Hong Kong closed its famed Mai Po bird sanctuary to the public for three weeks starting Friday after a wild gray heron discovered nearby tested positive for the virus.

Russia and Poland also have experienced recent outbreaks among poultry, but neither have detected human cases.

Friday, December 14, 2007

Indonesia : Two Bird Flu Deaths In Four Days

The confirmed human death toll from H5N1 in Indonesia now stands at 93. The unofficial figure, meaning deaths that were not logged by medical authorities, are believed to be much higher.

From Reuters :
A Indonesian man from an area west of the capital Jakarta died from bird flu on Thursday, an official said...

Runizar Roesin, head of the bird flu centre in Jakarta, told Reuters the 47-year-old man from Tangerang died on Thursday evening.

The man, who had kept ducks at his home, had tested positive for bird flu and was being treated at a hospital in Jakarta, a Health Ministry official said on Wednesday.

Earlier this week, a 28-year-old woman, also from Tangerang, died of bird flu after being treated at the same hospital.
Two deaths at the same Indonesian hospital in less than one week, with both patients being treated with anti-virals after the onset of the virus.
Pakistan : Claim That Two Brothers Died From Bird Flu

I'm treating this report with a bit of skepticism because I haven't found it reported elsewhere, as yet.

If it's indeed true, then these are the first two human deaths related to bird flu reported in Pakistan. The story claims the two brothers were working on a farm where bird flu has been detected :
For the first time in the history of Pakistan, Bird Flu influenza has been confirmed among human beings after two brothers died at a local hospital in Peshawar.

According to spokesman of Health Ministry, two brothers Muhammad Ilyas and Tariq working in a poultry farm in Mansera suffered flu, few days back that later turned to be critical in the form of Bird Flu influenza (H5N1).

They were admitted to a local hospital in Peshawar where on Monday they died.

After the blood samples of both the brothers were sent for formal testing in Laboratory, it was found that both brothers died due to Bird Flu virus (H5N1).

...spokesman of Health Ministry confirmed the death due to Bird Flu adding both the brothers were working in a Poultry farm in Mansera and had direct link with the chickens that resulted in the transformation of the virus (H5N1).

A report here, from November, claims Pakistan has had 76 outbreaks of the bird flu virus amongst poultry and birds in 2007.

Saturday, December 08, 2007

Deadly Human To Human Bird Flu Spread In China?

Man Dies Of H5N1, Father Now Infected, No Contact With Poultry Suspected

Why does this Reuters story make no mention at all of recent news that human to human transmission of the bird flu virus is now regarded as a fact by experts?
The father of a Chinese man who died from the H5N1 strain of bird flu last week has also been diagnosed with the disease, authorities said on Friday.

The National Disease Authority has confirmed that a 52-year-old man surnamed Lu from the Nanjing, capital of the eastern province Jiangsu, was feverish with the H5N1 strain on Thursday, the Ministry of Health reported on its Web site (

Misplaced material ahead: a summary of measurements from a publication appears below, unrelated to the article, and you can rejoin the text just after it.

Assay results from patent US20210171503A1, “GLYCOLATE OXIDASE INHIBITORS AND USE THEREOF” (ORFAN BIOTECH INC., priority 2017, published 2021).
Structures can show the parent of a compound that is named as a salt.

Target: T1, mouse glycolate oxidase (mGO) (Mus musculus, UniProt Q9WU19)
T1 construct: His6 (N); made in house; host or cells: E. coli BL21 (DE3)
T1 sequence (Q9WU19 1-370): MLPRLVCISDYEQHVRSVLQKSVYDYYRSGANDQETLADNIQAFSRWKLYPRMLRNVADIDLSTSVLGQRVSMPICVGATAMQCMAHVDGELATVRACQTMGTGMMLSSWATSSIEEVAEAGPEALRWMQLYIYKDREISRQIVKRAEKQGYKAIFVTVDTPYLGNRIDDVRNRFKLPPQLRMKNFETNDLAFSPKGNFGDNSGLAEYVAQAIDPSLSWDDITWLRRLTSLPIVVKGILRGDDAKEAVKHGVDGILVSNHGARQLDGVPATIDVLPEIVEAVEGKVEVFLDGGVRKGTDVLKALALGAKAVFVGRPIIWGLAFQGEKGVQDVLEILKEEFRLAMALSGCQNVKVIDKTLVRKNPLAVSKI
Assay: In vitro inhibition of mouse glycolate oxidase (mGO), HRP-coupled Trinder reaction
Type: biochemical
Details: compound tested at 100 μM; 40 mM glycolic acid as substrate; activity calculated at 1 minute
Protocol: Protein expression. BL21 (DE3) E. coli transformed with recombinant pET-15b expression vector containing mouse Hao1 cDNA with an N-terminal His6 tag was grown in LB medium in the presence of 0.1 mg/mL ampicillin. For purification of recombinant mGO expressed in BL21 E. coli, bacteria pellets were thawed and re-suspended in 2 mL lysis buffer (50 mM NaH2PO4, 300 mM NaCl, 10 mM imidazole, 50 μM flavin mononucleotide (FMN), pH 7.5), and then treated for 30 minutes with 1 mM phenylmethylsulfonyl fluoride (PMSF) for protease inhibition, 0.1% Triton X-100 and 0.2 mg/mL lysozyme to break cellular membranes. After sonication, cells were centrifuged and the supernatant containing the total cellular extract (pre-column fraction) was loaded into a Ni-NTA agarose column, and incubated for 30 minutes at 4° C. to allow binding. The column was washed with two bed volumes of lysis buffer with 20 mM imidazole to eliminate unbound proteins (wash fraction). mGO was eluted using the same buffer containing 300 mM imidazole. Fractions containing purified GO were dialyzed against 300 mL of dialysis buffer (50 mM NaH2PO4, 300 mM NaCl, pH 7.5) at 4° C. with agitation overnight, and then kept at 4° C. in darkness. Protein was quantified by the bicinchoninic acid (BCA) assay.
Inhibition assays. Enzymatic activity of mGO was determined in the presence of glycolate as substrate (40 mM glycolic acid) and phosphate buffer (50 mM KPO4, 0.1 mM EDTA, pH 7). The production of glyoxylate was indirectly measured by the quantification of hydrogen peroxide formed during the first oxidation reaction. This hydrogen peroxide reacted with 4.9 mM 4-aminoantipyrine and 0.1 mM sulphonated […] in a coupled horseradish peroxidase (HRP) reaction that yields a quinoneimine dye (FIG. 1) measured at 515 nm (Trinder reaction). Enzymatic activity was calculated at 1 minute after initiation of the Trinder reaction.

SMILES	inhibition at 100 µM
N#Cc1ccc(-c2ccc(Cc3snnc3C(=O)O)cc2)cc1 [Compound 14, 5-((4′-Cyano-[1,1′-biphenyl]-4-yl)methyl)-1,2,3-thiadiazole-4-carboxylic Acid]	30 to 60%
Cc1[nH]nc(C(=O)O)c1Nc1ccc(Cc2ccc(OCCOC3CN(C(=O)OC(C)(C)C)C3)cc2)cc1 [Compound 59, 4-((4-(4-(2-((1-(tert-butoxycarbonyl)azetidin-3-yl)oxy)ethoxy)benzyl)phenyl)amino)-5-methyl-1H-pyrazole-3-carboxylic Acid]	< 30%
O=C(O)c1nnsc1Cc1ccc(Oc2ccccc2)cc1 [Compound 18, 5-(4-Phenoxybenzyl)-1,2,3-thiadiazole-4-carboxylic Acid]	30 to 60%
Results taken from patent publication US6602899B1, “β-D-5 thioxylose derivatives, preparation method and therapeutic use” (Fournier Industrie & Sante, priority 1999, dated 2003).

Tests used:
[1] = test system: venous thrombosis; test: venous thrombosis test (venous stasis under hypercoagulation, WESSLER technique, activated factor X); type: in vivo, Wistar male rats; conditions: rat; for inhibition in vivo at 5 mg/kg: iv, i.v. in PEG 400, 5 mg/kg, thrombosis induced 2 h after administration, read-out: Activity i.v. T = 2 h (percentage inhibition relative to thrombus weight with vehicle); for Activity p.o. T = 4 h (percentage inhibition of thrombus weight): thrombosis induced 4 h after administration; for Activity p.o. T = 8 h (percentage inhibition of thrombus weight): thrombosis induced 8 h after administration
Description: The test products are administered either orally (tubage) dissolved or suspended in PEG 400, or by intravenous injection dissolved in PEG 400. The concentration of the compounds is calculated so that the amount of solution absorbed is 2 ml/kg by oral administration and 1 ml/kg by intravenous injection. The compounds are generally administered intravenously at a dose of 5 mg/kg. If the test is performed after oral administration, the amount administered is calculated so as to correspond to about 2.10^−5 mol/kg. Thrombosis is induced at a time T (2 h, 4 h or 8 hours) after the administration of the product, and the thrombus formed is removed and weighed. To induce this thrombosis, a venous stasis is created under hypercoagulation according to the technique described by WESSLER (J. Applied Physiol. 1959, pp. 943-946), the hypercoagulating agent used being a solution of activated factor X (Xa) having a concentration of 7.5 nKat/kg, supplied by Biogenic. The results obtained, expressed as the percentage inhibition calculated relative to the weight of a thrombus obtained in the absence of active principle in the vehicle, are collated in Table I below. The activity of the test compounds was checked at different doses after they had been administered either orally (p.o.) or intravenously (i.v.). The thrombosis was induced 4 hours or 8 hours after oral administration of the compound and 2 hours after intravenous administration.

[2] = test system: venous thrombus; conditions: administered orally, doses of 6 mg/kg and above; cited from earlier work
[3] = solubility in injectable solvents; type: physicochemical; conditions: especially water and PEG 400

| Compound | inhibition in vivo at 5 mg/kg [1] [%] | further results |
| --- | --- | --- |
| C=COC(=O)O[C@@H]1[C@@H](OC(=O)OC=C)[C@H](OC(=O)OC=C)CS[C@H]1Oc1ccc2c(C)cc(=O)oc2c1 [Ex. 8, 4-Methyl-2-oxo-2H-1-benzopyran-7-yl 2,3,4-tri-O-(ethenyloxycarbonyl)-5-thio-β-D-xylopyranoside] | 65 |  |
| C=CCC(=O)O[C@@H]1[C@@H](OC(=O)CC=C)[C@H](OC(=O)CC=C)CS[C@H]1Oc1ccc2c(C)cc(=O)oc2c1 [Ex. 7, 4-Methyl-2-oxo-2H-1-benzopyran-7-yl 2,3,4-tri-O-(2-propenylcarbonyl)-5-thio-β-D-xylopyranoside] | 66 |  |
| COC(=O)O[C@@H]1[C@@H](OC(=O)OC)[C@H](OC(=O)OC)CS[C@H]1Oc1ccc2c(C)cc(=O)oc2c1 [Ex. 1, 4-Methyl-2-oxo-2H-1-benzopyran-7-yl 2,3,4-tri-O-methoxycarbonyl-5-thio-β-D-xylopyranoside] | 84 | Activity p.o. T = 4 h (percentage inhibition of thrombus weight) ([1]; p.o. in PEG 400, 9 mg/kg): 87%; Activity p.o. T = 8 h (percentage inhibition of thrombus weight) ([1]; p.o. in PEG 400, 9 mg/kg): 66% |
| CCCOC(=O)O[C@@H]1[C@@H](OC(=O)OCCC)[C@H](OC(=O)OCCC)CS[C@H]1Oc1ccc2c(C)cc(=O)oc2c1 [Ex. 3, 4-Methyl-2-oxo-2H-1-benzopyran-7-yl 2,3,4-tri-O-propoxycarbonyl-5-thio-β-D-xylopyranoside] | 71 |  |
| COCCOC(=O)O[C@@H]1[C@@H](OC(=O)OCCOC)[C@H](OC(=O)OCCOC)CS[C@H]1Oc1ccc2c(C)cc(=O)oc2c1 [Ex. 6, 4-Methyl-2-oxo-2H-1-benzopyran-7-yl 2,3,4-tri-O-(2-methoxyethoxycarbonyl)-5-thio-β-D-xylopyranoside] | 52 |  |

This latest case raises troublesome questions about how the man was infected.

Humans can contract H5N1 from close contact with infected birds, but scientists fear the disease could mutate into a version that spreads from person-to-person, risking wider outbreaks or even a global pandemic.

Lu's son died on Sunday from the same disease, making the question of how these two infections occurred especially important.

The Xinhua news agency had earlier reported that the son had had no contact with dead poultry and there had been no reported poultry outbreak in the province.

China has had 27 confirmed human deaths linked to the bird flu virus.

More from the BBC :

A statement on the Chinese ministry's website said a 52-year-old man in eastern Jiangsu province identified only by his surname, Lu, has been confirmed with the virus, just days after his 24-year-old son succumbed to it on 2 December.

WHO spokesman John Rainford said: "We are concerned. The fact that we have two cases here without necessarily a clear source of animal infection and within the same family means we need to make sure we do a thorough investigation."

The father began presenting symptoms on Monday and was confirmed as having the virus on Wednesday. He is being monitored in hospital.

Human To Human Bird Flu Transmission Is A Fact

World Health Organisation Confirms Humans Can Pass H5N1 To Each Other

Thursday, December 06, 2007

Human To Human Bird Flu Transmission Is A Reality

Professor Paul Reynolds has told an international medical conference that "potentially lethal bird flu is being passed from person to person."

The story below was up on the Australian ABC News site on December 4, but has since been pulled. This link takes you to a Google cache version of the story :
A total of 1,600 doctors and scientists from 42 countries have attended a lung disease conference on Queensland's Gold Coast. The conference convenor, Professor Paul Reynolds, says human victims of avian flu in the past have contracted the disease from direct contact with sick birds, but that is changing.